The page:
7 8 9 10 11 Displaying 57-63 of 355 Articles

A well-meaning friend has done it once again: this time, I'm tagged on Facebook on a photo that pokes fun at "Grammar Nazis." In the past, I've been the recipient of grammar manuals and gotten emails from strangers encouraging me to join a grammarians' mailing list. It's all very kind, of course, but the truth must out: I am not a grammarian. Nor a Grammar Nazi. I wouldn't even say I'm a Grammar Fiend.  Continue reading...
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One Saturday night earlier this month, the USA Network aired the Oscar-winning movie To Kill a Mockingbird. Afterwards, one of my students tweeted how much she liked the movie, and how glad she was she'd read the book.  Continue reading...
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I recently witnessed one of those lightbulb illuminating moments when someone suddenly "got it." What this language learner "got" was the difference between adjectives and nouns prefixed with un-, and verbs prefixed with un-. The adjective/noun becomes negative, but the verb typically has its action reversed: unusual vs. unwrap, for example.  Continue reading...
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Michele Dunaway, who teaches English and journalism at Francis Howell High School in St. Charles, Missouri, argues that journalism is more important than ever for students. "While newspapers may be evolving and some folding," Michele writes, "the skill set journalism teaches students and the thought processes required of students should be embraced and infused into every English classroom."  Continue reading...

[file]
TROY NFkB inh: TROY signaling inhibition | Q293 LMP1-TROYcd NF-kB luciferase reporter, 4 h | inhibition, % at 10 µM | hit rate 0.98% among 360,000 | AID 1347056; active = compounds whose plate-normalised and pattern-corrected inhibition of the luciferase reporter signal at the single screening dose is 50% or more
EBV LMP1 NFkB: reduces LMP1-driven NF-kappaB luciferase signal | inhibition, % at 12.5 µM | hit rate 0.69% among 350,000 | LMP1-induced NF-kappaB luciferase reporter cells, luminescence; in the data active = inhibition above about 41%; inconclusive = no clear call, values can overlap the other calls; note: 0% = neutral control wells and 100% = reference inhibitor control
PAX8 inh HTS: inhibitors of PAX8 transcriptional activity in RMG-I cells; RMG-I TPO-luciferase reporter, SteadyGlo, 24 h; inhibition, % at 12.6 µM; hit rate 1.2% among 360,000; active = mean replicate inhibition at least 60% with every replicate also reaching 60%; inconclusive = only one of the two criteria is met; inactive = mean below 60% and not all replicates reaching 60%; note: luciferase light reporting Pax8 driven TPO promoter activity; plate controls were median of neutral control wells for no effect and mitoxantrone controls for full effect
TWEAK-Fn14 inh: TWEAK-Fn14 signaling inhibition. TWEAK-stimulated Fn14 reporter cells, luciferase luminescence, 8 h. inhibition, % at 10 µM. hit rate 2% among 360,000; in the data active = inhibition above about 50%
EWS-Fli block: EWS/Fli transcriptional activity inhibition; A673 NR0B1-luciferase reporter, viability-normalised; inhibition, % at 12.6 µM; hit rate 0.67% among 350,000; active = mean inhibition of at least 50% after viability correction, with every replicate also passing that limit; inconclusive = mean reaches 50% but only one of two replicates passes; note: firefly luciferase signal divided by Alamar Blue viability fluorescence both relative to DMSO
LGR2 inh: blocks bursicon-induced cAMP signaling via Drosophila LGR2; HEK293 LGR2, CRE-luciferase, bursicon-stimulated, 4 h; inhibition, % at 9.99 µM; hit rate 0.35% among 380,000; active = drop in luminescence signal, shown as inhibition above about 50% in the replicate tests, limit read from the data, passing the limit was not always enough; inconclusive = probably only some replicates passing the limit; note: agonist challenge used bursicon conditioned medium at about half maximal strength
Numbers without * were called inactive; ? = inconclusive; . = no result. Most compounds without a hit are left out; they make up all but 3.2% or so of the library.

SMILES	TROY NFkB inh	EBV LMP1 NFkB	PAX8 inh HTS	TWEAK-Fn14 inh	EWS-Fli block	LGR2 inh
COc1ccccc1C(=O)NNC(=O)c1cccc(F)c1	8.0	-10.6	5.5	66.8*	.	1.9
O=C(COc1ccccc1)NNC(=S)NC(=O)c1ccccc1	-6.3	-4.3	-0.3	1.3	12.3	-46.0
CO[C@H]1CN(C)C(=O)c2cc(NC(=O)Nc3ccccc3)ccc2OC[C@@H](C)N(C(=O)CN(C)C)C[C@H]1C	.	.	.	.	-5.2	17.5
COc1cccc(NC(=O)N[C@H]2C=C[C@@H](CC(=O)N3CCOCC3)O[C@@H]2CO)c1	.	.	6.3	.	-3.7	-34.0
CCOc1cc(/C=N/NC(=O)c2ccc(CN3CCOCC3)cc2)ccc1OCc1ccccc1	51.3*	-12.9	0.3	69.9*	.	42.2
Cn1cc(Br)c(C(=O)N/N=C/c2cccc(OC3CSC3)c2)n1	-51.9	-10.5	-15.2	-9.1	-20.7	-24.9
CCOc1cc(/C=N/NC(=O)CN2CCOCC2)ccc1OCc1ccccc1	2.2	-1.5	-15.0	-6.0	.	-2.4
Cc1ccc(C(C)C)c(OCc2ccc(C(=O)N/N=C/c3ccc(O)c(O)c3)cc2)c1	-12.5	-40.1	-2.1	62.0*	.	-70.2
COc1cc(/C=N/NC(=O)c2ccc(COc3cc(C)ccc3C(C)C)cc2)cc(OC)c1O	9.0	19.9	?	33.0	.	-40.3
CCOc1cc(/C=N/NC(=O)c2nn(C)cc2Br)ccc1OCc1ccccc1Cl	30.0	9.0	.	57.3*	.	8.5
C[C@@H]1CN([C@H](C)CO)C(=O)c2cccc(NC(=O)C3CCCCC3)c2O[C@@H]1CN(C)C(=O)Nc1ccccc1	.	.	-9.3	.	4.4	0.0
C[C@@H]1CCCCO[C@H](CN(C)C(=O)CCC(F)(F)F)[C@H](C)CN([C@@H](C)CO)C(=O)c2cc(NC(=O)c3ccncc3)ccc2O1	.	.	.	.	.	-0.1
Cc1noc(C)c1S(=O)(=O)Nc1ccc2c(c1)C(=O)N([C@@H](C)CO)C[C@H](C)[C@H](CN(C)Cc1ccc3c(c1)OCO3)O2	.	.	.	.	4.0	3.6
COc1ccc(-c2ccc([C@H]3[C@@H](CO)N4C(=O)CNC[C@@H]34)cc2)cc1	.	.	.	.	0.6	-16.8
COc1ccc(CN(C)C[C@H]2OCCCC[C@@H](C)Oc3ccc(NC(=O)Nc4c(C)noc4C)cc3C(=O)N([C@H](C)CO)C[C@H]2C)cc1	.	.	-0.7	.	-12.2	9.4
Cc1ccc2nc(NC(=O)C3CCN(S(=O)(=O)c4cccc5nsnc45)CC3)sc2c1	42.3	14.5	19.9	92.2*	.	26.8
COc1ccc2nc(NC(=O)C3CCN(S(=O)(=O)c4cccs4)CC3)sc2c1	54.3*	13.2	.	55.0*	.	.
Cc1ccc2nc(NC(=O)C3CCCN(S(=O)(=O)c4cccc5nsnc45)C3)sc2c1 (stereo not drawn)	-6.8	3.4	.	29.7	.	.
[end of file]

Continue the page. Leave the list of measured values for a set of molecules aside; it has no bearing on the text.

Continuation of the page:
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Last week, the New York City Department of Education stirred up controversy by issuing a Request for Proposals (RFP) listing fifty words to avoid on the standardized tests used by the city's schools. These were not the dirty words that the U.S. Supreme Court ruled that George Carlin could not say on the air, but innocuous ones like dinosaurs, birthdays, aliens from outer space, rap, and rock 'n' roll. A school spokesman told the New York Post that the words could "evoke unpleasant emotions in the students."  Continue reading...
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I recently went to see a production of John Ford's play 'Tis Pity She's a Whore, a 17th-century British delight that is easily one of my all-time favorite titles to get to say. The production was excellent, but my companion and I were disappointed that the company we saw chose to drop the last line of the play, when (spoiler!) the Cardinal in the play says, "...who could not say, 'tis pity she's a whore?" Yes, that's right, they cut the line that gives the play its title. The play felt incomplete, and incorrectly named, without it.  Continue reading...
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The opening of the 2012 baseball season is just around the corner. Teachers, what better way to prepare your students for the season than to give them a little baseball vocabulary preview? Every sport has its own vocabulary, and baseball is no exception.  Continue reading...
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7 8 9 10 11 Displaying 57-63 of 355 Articles